Since the opening of the first half of Sidney and Minnie Kosasa Community for Grades 2 – 5, the young plants surrounding the buildings have flourished. The ground cover, shrubs and trees provide children with a native plant forest to explore and play in. Native plants also contribute towards the community’s conservation of resources as they require less water when planted in the microclimate they are adapted to.
Now, students and adults alike can learn more about the plants in the community through the Kosasa Field Guide created by Outdoor Education teachers. “We wanted to make a tool to help students, teachers and visitors learn about and appreciate the baby native forest,” said Shelby Ho ’01, who created most of the content for the photo-rich guide.
Every classroom in grades 2 – 3 has a copy of the guide, which has been integrated into the Hawaiian history and culture curriculum of third-grade.
“There is an environmental importance and culture importance of native plants. When you have an understanding of where a plant is best suited and where it can thrive, it will be less resource intensive.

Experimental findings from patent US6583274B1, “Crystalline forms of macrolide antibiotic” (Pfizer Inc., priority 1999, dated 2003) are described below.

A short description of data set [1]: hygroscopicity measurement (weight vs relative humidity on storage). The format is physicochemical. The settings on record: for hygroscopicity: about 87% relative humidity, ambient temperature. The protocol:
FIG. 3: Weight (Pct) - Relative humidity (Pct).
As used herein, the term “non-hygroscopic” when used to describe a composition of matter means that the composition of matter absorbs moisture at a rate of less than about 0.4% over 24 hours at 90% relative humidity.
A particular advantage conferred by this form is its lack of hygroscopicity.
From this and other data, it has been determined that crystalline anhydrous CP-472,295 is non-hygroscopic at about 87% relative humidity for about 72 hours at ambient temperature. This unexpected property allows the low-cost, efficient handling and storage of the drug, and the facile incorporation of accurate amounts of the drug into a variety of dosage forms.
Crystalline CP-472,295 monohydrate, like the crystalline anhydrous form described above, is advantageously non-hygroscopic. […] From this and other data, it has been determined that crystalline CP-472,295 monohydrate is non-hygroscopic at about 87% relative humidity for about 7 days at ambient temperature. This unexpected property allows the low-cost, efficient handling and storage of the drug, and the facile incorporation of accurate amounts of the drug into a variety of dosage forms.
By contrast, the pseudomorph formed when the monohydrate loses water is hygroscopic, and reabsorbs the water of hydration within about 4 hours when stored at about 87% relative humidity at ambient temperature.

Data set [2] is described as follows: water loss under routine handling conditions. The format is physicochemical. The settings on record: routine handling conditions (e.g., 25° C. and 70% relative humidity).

“Culturally, native plants are significant because there are so many current and ancient uses for them. Hawaiian culture is linked to the land, so having students play among the plants is good for them to get to know the different species, and not just from a book,” Ho explained.
Among the beautiful collection is the hō’awa. The plant is particularly reliant on the ‘Alalā (Hawaiian Crow) for seed dispersal and germination as the bird is able to remove the tough part of the fruit to get at the seeds. As a result, hō’awa are infrequently found in the wild now that the Hawaiian crow is rare, though reintroduction programs are underway.
“This is a perfect example of the interdependency of Hawaiian plants and animals in the ecosystem, and students can learn that by visiting the garden here,” said Ho.